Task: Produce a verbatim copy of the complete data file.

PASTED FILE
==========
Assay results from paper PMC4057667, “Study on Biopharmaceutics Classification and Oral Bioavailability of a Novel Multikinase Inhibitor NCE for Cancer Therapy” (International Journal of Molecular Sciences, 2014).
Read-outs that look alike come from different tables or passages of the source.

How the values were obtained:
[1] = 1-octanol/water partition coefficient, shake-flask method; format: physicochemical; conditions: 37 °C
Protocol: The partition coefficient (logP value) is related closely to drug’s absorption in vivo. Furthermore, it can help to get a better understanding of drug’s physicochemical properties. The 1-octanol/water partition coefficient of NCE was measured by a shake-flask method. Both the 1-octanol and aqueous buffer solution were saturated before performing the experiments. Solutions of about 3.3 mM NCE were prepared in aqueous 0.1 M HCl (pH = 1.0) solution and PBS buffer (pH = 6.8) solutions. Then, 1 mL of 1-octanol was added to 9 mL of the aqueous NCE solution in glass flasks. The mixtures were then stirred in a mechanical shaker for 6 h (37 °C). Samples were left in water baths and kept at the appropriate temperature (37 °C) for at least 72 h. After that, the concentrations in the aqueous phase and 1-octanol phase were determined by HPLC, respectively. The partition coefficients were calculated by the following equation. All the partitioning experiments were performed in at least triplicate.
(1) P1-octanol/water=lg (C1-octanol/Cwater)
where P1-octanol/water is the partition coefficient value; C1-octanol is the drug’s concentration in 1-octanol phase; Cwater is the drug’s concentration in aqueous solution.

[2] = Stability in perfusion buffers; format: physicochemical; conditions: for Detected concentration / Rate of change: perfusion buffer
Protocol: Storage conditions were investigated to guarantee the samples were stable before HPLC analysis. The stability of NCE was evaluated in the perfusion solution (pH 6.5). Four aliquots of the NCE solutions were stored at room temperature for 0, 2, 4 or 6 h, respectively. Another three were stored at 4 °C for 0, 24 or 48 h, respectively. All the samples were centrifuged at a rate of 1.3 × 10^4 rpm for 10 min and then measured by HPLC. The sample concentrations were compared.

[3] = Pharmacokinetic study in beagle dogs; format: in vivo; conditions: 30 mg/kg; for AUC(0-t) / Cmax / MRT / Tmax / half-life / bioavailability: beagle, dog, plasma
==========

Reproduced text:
Assay results from paper PMC4057667, “Study on Biopharmaceutics Classification and Oral Bioavailability of a Novel Multikinase Inhibitor NCE for Cancer Therapy” (International Journal of Molecular Sciences, 2014).
Read-outs that look alike come from different tables or passages of the source.

How the values were obtained:
[1] = 1-octanol/water partition coefficient, shake-flask method; format: physicochemical; conditions: 37 °C
Protocol: The partition coefficient (logP value) is related closely to drug’s absorption in vivo. Furthermore, it can help to get a better understanding of drug’s physicochemical properties. The 1-octanol/water partition coefficient of NCE was measured by a shake-flask method. Both the 1-octanol and aqueous buffer solution were saturated before performing the experiments. Solutions of about 3.3 mM NCE were prepared in aqueous 0.1 M HCl (pH = 1.0) solution and PBS buffer (pH = 6.8) solutions. Then, 1 mL of 1-octanol was added to 9 mL of the aqueous NCE solution in glass flasks. The mixtures were then stirred in a mechanical shaker for 6 h (37 °C). Samples were left in water baths and kept at the appropriate temperature (37 °C) for at least 72 h. After that, the concentrations in the aqueous phase and 1-octanol phase were determined by HPLC, respectively. The partition coefficients were calculated by the following equation. All the partitioning experiments were performed in at least triplicate.
(1) P1-octanol/water=lg (C1-octanol/Cwater)
where P1-octanol/water is the partition coefficient value; C1-octanol is the drug’s concentration in 1-octanol phase; Cwater is the drug’s concentration in aqueous solution.

[2] = Stability in perfusion buffers; format: physicochemical; conditions: for Detected concentration / Rate of change: perfusion buffer
Protocol: Storage conditions were investigated to guarantee the samples were stable before HPLC analysis. The stability of NCE was evaluated in the perfusion solution (pH 6.5). Four aliquots of the NCE solutions were stored at room temperature for 0, 2, 4 or 6 h, respectively. Another three were stored at 4 °C for 0, 24 or 48 h, respectively. All the samples were centrifuged at a rate of 1.3 × 10^4 rpm for 10 min and then measured by HPLC. The sample concentrations were compared.

[3] = Pharmacokinetic study in beagle dogs; format: in vivo; conditions: 30 mg/kg; for AUC(0-t) / Cmax / MRT / Tmax / half-life / bioavailability: beagle, dog, plasma